JACKSONVILLE, Fla. -- Imagine a future in which a new lung is grown for a patient in need, using the patient's own cellular material, or a day when an injection of replacement cells will enable a patient to self-heal damage in the brain, nerves or other tissues.
MULTIMEDIA ALERT: For audio and video of Dr. Keller and Jorge Bacardi talking about the gift and regenerative medicine, visit the Mayo Clinic News Network.
Regenerative medicine is no longer science fiction, and a substantial gift from Jorge and Leslie Bacardi of the Bahamas will significantly accelerate the research of Mayo Clinic's Center for Regenerative Medicine on the Florida campus.
Jorge Bacardi, whose family has manufactured rum and other spirits for 150 years, suffered since childhood with primary ciliary dyskinesia, a debilitating lung disease that nearly ended his life. A double lung transplant at Mayo's Florida campus in 2008 enabled him to take his first full breath of air at age 64.
"Regenerative medicine is an extraordinary step in the evolution of mankind," says Jorge Bacardi. "It is for Leslie and I a great honor to be able to join Mayo Clinic in the development of such an advancement in the medical field."
Regenerative medicine is addressing the root causes of disease and disability by developing ways to rejuvenate the body using its natural self-healing processes; replace damaged cells with healthy ones derived from the patient (avoiding immune system rejection); and regenerate function by applying specific cells or cell products.
Mayo's regenerative medicine researchers are targeting conditions throughout the body, including heart disease, stroke, Alzheimer's disease and traumatic injuries that affect combat veterans. Some studies are in the earliest stages. Others are in clinical trials with patients.
Researchers now can differentiate stem cells into skin, brain, lung and many other types of cells. For example, a patient's own skin cells may be collected, reprogrammed in a laboratory to give them certain characteristics, and then delivered back to the patient to treat diseases at various places within the body.
Leslie Bacardi says the couple was amazed by a segment on ABC's "Nightline," a late-night television news program, which showed beating heart tissue that Mayo Clinic researchers had developed from the skin tissue of one of the program's reporters.
"That, to us, was just mind-boggling," Leslie Bacardi says. "We really sincerely think that's the future, and Mayo Clinic will make it happen. Think about a patient with Lou Gehrig's disease, or diabetes. Are we going to get rid of that disease for them? I hope so.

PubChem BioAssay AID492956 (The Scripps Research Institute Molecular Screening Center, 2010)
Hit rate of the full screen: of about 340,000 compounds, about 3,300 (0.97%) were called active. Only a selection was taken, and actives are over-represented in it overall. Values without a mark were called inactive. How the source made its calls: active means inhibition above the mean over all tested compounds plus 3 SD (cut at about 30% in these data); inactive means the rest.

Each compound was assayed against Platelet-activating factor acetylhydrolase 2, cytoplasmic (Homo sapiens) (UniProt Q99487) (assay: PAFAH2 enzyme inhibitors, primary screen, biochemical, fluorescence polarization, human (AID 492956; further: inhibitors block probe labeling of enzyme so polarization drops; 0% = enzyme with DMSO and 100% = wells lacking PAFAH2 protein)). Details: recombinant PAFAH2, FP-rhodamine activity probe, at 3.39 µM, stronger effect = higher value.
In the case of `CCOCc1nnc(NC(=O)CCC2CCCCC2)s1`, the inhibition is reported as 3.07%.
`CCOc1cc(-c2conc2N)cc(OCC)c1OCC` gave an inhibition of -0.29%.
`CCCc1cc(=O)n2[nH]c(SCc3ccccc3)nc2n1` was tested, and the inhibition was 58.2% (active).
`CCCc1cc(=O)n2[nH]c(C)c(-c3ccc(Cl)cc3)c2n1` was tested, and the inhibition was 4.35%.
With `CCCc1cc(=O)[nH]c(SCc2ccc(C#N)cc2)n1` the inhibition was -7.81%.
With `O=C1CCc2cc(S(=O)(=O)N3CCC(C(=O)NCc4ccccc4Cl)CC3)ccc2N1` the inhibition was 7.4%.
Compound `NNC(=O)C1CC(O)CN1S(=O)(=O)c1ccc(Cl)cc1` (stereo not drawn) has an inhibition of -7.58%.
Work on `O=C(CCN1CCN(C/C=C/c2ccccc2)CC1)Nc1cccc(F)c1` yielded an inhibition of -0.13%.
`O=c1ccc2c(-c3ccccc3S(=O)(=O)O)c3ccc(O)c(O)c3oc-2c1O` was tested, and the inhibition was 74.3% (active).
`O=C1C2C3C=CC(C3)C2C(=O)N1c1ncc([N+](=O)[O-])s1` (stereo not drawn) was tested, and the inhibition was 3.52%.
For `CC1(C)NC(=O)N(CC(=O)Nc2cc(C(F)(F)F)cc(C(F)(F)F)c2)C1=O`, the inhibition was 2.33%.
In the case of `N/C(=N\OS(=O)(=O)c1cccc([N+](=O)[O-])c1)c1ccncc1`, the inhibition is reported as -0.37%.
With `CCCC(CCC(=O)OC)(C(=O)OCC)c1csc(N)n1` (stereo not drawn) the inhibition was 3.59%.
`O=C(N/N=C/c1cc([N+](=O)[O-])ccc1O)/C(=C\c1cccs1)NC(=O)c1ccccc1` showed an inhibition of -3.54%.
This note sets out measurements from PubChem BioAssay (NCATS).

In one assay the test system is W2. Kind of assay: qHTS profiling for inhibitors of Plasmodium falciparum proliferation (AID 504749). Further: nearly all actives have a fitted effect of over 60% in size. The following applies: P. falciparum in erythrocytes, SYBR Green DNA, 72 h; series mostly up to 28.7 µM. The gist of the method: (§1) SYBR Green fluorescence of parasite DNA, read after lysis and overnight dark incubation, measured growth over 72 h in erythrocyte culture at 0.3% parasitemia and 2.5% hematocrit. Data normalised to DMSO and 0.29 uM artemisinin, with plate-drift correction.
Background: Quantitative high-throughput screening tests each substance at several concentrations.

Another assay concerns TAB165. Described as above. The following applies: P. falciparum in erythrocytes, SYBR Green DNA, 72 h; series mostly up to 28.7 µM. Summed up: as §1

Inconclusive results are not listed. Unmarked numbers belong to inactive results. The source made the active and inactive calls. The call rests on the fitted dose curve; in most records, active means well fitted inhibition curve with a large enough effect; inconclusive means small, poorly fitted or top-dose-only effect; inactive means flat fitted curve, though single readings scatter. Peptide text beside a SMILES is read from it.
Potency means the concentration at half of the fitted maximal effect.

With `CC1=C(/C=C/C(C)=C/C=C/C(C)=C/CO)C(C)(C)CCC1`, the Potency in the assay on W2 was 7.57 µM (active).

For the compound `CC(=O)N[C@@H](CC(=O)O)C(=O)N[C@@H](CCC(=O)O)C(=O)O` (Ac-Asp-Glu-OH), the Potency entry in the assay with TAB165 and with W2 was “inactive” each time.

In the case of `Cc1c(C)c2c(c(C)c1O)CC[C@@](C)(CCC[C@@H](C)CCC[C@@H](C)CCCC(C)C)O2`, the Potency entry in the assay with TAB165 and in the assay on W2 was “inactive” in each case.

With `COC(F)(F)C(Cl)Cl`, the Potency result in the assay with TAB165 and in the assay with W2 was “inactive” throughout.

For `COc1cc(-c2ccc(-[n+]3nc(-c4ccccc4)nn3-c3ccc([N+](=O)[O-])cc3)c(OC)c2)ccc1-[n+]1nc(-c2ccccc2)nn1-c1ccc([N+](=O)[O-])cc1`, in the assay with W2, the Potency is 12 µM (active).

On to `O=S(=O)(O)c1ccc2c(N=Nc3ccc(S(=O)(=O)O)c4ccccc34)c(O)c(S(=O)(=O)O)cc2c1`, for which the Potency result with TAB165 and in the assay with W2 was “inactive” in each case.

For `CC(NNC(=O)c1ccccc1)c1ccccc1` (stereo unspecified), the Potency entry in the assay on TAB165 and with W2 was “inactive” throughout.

"Regenerative medicine is for us an investment in our future and the future of medicine. It may take a while to reap any benefits but when those benefits do come, it will make the investment seem small. The excitement with which we look forward to the advancement of regenerative medicine will keep us hopeful for solutions to many medical mysteries."
The Bacardis' gift will establish the Jorge and Leslie Bacardi Fund in Regenerative Medicine honoring Cesar A. Keller, M.D., the physician who provided care to Jorge Bacardi before and after his double lung transplant and who is currently involved in regenerative medicine lung research.
Their gift also will be used to accelerate regenerative medicine work on the Mayo Clinic Florida campus, and will establish the Jorge and Leslie Bacardi Associate Director for the Center of Regenerative Medicine in Florida, a position currently held by Thomas A. Gonwa, M.D.
"We are very grateful for the Bacardis' gift, which will greatly accelerate our ability to provide regenerative medicine solutions to patients," says Dr. Gonwa, who is also chair of the Department of Transplantation at Mayo Clinic in Florida. "The Bacardis' generosity will help us transform medical care for people with some of the most difficult-to-treat conditions."
The Bacardis' latest gift builds upon their generosity. They, with other family members, made the lead gift to build the Gabriel House of Care on Mayo Clinic's campus in Jacksonville, Florida, to provide affordable, long-term housing and a supportive environment for visiting transplant and radiation oncology patients. The name honors Christopher Mark Gregory, who lost his life at age 19, and whose gift of organ donation enabled Jorge Bacardi to receive his transplant. Before Jorge Bacardi knew his organ donor by name, he wrote a heartfelt letter of gratitude to the donor family in which he referred to Christopher Gregory as "Gabriel," his saving angel.
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